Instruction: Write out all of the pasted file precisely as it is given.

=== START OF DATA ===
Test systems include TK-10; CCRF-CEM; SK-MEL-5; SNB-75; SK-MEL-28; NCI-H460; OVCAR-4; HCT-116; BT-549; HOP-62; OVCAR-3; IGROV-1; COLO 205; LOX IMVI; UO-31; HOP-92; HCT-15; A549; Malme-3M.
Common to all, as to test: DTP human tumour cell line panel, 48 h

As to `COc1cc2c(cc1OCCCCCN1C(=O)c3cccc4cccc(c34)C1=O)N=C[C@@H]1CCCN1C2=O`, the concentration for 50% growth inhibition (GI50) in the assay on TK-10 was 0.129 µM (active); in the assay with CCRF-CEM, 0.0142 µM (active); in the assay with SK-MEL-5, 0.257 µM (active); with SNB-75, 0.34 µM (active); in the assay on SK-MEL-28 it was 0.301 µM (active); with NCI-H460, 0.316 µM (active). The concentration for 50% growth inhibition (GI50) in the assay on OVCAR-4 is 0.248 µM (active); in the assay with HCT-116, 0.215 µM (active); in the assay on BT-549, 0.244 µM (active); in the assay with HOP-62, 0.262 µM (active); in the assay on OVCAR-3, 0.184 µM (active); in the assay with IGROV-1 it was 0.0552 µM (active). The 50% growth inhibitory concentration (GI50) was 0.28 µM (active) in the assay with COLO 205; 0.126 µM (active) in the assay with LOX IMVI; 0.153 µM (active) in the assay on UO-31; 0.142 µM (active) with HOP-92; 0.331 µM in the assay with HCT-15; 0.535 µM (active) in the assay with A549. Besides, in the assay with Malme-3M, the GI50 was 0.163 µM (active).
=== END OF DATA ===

Test systems include TK-10; CCRF-CEM; SK-MEL-5; SNB-75; SK-MEL-28; NCI-H460; OVCAR-4; HCT-116; BT-549; HOP-62; OVCAR-3; IGROV-1; COLO 205; LOX IMVI; UO-31; HOP-92; HCT-15; A549; Malme-3M.
Common to all, as to test: DTP human tumour cell line panel, 48 h

As to `COc1cc2c(cc1OCCCCCN1C(=O)c3cccc4cccc(c34)C1=O)N=C[C@@H]1CCCN1C2=O`, the concentration for 50% growth inhibition (GI50) in the assay on TK-10 was 0.129 µM (active); in the assay with CCRF-CEM, 0.0142 µM (active); in the assay with SK-MEL-5, 0.257 µM (active); with SNB-75, 0.34 µM (active); in the assay on SK-MEL-28 it was 0.301 µM (active); with NCI-H460, 0.316 µM (active). The concentration for 50% growth inhibition (GI50) in the assay on OVCAR-4 is 0.248 µM (active); in the assay with HCT-116, 0.215 µM (active); in the assay on BT-549, 0.244 µM (active); in the assay with HOP-62, 0.262 µM (active); in the assay on OVCAR-3, 0.184 µM (active); in the assay with IGROV-1 it was 0.0552 µM (active). The 50% growth inhibitory concentration (GI50) was 0.28 µM (active) in the assay with COLO 205; 0.126 µM (active) in the assay with LOX IMVI; 0.153 µM (active) in the assay on UO-31; 0.142 µM (active) with HOP-92; 0.331 µM in the assay with HCT-15; 0.535 µM (active) in the assay with A549. Besides, in the assay with Malme-3M, the GI50 was 0.163 µM (active).